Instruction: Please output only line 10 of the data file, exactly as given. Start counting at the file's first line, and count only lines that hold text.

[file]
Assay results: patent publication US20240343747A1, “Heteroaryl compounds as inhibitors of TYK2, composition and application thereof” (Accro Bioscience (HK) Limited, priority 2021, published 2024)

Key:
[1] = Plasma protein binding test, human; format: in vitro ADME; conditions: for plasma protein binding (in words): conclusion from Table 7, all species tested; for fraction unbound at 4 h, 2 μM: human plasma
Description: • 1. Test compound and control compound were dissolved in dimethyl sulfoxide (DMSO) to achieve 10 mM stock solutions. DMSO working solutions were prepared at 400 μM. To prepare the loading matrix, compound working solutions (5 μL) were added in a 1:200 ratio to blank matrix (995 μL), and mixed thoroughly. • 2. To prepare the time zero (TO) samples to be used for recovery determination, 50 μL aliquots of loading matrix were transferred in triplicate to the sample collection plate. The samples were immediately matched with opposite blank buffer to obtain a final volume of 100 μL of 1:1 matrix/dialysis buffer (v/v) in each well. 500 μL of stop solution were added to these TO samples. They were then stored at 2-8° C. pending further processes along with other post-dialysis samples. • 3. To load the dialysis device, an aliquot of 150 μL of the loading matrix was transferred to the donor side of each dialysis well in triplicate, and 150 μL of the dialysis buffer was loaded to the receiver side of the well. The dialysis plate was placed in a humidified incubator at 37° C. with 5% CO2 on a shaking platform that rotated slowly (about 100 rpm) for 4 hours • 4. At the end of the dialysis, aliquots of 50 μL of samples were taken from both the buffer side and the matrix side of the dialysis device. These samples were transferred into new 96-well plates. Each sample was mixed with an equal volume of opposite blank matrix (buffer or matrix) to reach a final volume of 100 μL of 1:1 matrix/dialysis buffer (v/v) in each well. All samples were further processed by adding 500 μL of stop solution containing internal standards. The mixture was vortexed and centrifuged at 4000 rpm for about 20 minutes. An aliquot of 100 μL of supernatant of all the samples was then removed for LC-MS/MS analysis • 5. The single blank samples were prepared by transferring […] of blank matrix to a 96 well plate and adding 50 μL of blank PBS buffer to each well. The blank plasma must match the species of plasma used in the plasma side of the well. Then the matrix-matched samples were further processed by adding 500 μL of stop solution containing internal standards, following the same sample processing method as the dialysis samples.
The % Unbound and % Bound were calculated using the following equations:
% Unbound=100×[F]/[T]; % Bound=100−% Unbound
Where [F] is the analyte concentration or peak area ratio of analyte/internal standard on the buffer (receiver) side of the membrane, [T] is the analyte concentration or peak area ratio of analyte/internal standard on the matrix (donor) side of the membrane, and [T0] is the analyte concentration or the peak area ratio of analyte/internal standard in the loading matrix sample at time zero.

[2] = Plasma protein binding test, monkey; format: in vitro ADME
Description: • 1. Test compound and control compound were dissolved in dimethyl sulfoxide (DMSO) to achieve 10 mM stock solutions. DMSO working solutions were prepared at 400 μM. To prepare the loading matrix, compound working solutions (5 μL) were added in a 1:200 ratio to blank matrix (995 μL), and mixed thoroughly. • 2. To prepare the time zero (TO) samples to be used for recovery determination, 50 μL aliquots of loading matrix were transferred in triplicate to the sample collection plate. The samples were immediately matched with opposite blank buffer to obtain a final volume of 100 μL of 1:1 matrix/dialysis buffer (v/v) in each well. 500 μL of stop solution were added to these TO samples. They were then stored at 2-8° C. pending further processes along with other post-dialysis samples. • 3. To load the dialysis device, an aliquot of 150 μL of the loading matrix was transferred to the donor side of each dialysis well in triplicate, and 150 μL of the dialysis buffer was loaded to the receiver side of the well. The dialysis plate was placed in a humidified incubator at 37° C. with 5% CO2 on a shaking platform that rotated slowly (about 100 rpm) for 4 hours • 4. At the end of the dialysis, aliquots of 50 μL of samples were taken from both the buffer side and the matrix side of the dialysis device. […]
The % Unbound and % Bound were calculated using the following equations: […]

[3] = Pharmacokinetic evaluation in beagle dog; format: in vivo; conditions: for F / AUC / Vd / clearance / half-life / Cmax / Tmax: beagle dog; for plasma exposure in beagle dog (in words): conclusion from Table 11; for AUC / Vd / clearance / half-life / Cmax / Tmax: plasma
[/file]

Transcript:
The % Unbound and % Bound were calculated using the following equations: […]